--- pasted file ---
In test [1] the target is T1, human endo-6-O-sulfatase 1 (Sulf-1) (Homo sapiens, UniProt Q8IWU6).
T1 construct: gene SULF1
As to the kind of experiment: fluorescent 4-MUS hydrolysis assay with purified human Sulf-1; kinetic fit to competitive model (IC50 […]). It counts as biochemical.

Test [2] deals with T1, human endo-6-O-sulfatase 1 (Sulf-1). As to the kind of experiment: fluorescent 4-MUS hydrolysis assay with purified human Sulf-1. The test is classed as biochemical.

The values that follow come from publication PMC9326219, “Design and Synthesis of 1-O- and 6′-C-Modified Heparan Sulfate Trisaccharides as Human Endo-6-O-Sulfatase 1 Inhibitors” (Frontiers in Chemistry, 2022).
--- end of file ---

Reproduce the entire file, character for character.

In test [1] the target is T1, human endo-6-O-sulfatase 1 (Sulf-1) (Homo sapiens, UniProt Q8IWU6).
T1 construct: gene SULF1
As to the kind of experiment: fluorescent 4-MUS hydrolysis assay with purified human Sulf-1; kinetic fit to competitive model (IC50 […]). It counts as biochemical.

Test [2] deals with T1, human endo-6-O-sulfatase 1 (Sulf-1). As to the kind of experiment: fluorescent 4-MUS hydrolysis assay with purified human Sulf-1. The test is classed as biochemical.

The values that follow come from publication PMC9326219, “Design and Synthesis of 1-O- and 6′-C-Modified Heparan Sulfate Trisaccharides as Human Endo-6-O-Sulfatase 1 Inhibitors” (Frontiers in Chemistry, 2022).